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Re: Why a one-room West Virginia library runs a $20,000 Cisco router.
« Reply #10 on: February 28, 2013, 11:19:25 AM »
I have little patience with the emotionally loaded and frequently manipulative expression: "fair share." Especially when it comes to setting government policies.

I think it might be more constructive if people would focus more on what a responsible level of personal tax contribution should be.

There's far too much emphasis on "human needs" (which are by their very nature boundless) and far too little discussion of personal responsibility and governmental stewardship and accountability as relates to those needs.

Just my :two:


wraith808

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Re: Why a one-room West Virginia library runs a $20,000 Cisco router.
« Reply #11 on: February 28, 2013, 11:44:19 AM »
^ That was more my point.

40hz

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Re: Why a one-room West Virginia library runs a $20,000 Cisco router.
« Reply #12 on: February 28, 2013, 11:59:58 AM »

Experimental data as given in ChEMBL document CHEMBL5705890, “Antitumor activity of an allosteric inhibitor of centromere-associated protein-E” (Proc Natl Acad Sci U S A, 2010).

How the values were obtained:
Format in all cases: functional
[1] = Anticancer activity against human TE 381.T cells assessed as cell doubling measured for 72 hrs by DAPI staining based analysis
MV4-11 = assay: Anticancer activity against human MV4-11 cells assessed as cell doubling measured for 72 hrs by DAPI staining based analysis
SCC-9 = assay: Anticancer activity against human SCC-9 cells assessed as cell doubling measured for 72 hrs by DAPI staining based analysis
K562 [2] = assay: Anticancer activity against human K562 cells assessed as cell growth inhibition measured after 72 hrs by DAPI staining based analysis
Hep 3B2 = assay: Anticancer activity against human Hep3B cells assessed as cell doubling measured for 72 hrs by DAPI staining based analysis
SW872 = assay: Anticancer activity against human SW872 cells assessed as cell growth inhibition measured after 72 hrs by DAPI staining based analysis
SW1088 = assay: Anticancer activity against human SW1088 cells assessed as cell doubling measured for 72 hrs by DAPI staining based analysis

@Wraith - Sorry for the grumble. It wasn't directed at you. Truth is, you talk to most people about this and we're all mostly on the same page.

It's only the news media and the politicos that can't seem to get - or even hear - what the rest of us are saying.

Drives me crazy at times... ;D (the forum needs a "screaming" emoticon btw. <*grin*> doesn't quite cover it.)

wraith808

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Re: Why a one-room West Virginia library runs a $20,000 Cisco router.
« Reply #13 on: February 28, 2013, 12:33:50 PM »
Some good ones :)

 :onfire: :tease: :wallbash:

SeraphimLabs

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Re: Why a one-room West Virginia library runs a $20,000 Cisco router.
« Reply #14 on: February 28, 2013, 06:01:22 PM »
The bureaucratic mentality is the only constant of the Universe. ~Dr McCoy.

This? Is quite possibly the biggest waste of tax dollars I've seen in a good long while.

Almost as much as all the construction materials thrown away or sold at auction that were ordered for building military bases that didn't get built.